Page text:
5 March 2018

Exhibition in NIOD, Amsterdam

Ugur Üngör co-organises photo exhibition on the Cultural Destruction in Syria and Iraq

© iStockphoto.com/jcarillet
Citadel in Aleppo. © iStockphoto.com/jcarillet

From March to September 2018, the exhibition ‘Between Aleppo and Mosul’ will highlight the cultural destruction in Syria and Iraq and present this destruction with photo material from both countries at NIOD Institute in Amsterdam. The exhibition is organised by Dr Uğur Ümit Üngör (Department of History, Utrecht University and NIOD) and Nour A. Munawar (Amsterdam School of Heritage, Memory and Material Culture, University of Amsterdam).

Iraq and Syria are two closely related societies that have been sunk since 2003 and 2011 in highly destructive civil wars. Although the human toll has rightly received a lot of attention, both conflicts have also caused enormous damage to the invaluable heritage of both countries, from both the ancient period and Christian and Islamic traditions.

Aleppo and Mosul offer two examples of the broad cultural destruction in Syria and Iraq. All that remains of Aleppo’s old city are piles of rubble, a shadow of the rich heritage the ancient city used to offer, and a similar picture can be painted for Mosul. But beyond the two cities, both Syria and Iraq have many other sites that were damaged or destroyed in the past years. This exhibition highlights that destruction.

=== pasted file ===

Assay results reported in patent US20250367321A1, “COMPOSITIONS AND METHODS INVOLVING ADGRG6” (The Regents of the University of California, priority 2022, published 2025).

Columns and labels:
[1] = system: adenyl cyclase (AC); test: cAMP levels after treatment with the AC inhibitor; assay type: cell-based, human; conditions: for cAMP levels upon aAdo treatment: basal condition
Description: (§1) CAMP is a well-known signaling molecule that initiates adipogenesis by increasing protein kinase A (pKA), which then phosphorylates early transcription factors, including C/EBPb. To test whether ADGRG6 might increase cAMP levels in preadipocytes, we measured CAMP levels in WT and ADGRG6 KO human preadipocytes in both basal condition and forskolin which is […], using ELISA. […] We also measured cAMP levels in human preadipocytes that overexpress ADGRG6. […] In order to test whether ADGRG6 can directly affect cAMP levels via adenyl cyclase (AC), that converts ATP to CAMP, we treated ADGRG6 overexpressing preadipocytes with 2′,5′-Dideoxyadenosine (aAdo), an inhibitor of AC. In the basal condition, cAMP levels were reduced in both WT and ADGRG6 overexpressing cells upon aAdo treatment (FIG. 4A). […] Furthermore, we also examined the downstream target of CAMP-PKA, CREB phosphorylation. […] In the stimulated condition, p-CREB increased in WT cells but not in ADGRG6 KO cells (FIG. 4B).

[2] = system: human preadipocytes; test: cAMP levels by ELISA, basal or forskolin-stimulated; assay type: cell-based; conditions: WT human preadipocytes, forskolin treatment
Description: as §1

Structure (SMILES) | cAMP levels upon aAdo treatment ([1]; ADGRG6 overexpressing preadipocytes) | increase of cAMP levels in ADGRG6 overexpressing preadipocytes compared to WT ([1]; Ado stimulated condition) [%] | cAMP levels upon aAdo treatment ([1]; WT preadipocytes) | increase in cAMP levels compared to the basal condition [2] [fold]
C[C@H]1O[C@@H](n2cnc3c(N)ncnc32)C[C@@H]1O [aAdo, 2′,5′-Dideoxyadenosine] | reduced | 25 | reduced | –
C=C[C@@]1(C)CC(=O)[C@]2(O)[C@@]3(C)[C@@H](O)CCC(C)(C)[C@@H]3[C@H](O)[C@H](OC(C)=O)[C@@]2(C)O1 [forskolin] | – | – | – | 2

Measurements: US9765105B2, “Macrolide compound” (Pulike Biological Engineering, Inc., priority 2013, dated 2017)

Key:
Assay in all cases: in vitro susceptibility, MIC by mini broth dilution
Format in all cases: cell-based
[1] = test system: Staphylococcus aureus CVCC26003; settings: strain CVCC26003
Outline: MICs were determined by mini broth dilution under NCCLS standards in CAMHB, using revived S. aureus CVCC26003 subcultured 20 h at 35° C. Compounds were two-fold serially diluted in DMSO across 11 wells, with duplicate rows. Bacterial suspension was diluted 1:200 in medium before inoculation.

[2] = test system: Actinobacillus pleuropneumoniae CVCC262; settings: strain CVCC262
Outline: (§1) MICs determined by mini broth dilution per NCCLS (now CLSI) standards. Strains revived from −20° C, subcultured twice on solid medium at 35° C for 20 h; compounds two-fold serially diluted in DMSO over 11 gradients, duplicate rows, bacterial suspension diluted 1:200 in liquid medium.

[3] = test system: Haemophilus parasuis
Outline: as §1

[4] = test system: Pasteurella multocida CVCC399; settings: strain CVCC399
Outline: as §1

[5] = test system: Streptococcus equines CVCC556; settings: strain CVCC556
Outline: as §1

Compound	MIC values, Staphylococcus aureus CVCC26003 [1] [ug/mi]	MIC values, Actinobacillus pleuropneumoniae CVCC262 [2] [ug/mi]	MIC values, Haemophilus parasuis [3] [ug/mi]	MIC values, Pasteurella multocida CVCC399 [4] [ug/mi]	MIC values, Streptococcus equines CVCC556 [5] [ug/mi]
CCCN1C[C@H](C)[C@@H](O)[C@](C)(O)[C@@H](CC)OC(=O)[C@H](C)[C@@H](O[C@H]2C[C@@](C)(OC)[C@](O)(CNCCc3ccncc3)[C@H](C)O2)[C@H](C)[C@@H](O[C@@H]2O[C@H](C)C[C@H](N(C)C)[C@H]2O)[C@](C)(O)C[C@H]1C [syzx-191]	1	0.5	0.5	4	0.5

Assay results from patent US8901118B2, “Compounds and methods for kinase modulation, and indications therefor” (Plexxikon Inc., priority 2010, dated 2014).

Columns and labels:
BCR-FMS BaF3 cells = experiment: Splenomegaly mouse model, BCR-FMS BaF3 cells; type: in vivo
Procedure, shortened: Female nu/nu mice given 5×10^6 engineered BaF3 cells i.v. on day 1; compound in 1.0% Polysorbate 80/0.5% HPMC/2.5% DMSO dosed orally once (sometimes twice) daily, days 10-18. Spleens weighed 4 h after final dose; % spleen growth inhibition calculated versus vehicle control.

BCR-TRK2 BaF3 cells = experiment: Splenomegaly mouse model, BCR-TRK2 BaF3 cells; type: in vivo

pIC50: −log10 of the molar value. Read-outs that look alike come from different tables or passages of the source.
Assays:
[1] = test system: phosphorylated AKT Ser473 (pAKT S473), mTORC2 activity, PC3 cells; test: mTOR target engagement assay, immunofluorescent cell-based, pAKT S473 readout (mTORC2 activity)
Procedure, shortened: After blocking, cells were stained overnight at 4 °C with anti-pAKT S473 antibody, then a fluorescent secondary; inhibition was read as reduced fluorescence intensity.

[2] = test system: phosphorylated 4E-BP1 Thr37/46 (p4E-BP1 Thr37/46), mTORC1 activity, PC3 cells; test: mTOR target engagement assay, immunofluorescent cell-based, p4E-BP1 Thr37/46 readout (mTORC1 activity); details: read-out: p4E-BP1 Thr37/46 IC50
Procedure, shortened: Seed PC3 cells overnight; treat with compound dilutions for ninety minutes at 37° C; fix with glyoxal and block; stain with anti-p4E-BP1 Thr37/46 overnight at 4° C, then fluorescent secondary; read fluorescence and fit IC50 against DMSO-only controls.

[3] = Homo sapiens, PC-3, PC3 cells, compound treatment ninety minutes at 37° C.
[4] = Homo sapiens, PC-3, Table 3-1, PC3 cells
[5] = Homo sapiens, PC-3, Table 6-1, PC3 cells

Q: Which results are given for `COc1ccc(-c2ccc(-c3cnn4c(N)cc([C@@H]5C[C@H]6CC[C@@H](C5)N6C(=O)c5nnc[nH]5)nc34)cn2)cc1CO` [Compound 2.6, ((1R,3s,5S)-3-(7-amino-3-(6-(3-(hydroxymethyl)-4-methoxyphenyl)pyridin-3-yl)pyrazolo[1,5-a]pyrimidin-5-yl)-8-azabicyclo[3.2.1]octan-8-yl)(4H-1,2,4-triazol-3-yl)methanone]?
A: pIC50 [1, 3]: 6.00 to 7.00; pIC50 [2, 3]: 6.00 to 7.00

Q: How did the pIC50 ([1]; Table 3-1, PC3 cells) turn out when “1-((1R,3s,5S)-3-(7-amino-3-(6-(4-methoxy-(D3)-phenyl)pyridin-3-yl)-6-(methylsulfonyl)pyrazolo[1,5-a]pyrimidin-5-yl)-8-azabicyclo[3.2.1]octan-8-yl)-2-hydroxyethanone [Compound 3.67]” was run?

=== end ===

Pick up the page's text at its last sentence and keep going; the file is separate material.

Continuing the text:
Dr. Ugur Ümit Üngör. Foto Jussi Puikkonen/KNAW

Uğur Ümit Üngör

Uğur Ümit Üngör (1980) gained his Ph.D. in 2009 (cum laude) at the University of Amsterdam. In 2008-09, he was Lecturer in International History at the Department of History of the University of Sheffield, and in 2009-10, he was Post-Doctoral Research Fellow at the Centre for War Studies of University College Dublin. Currently he is Assistant Professor at the Department of History at Utrecht University and at the NIOD: Institute for War, Holocaust, and Genocide Studies in Amsterdam.

His main area of interest is the historical sociology of mass violence and nationalism. His most recent publications include Confiscation and Destruction: The Young Turk Seizure of Armenian Property (New York/London; Continuum 2011) and the award-winning The Making of Modern Turkey: Nation and State in Eastern Anatolia, 1913-1950 (Oxford; Oxford University Press 2011).